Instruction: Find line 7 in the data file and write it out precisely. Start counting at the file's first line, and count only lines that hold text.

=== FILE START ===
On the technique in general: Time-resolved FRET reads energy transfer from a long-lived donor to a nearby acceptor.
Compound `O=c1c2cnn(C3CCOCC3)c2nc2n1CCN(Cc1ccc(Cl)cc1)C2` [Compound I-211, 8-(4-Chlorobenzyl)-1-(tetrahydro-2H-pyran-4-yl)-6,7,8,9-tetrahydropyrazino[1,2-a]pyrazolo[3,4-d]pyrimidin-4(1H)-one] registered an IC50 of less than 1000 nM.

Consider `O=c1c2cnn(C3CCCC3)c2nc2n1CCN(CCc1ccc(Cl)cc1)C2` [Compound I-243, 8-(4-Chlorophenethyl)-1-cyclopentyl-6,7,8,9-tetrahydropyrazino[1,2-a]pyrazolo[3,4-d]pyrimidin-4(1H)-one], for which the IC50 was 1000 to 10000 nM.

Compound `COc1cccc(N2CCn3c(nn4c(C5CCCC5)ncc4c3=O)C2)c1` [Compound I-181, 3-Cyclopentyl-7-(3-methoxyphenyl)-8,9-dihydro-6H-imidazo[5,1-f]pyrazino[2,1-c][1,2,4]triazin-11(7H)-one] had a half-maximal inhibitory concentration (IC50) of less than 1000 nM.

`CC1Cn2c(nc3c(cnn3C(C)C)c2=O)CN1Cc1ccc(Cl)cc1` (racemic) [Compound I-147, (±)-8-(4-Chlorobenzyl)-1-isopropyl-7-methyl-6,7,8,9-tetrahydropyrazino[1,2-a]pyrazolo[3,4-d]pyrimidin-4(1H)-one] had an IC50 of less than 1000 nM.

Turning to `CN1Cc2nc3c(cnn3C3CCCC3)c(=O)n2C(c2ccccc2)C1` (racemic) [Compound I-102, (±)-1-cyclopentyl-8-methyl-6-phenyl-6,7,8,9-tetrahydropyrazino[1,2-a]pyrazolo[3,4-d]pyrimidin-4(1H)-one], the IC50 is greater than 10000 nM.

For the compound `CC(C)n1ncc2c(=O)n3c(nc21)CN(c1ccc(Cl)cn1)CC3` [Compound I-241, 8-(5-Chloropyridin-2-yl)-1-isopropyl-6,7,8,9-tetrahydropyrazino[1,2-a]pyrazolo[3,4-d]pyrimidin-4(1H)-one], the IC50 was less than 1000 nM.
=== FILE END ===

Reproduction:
For the compound `CC(C)n1ncc2c(=O)n3c(nc21)CN(c1ccc(Cl)cn1)CC3` [Compound I-241, 8-(5-Chloropyridin-2-yl)-1-isopropyl-6,7,8,9-tetrahydropyrazino[1,2-a]pyrazolo[3,4-d]pyrimidin-4(1H)-one], the IC50 was less than 1000 nM.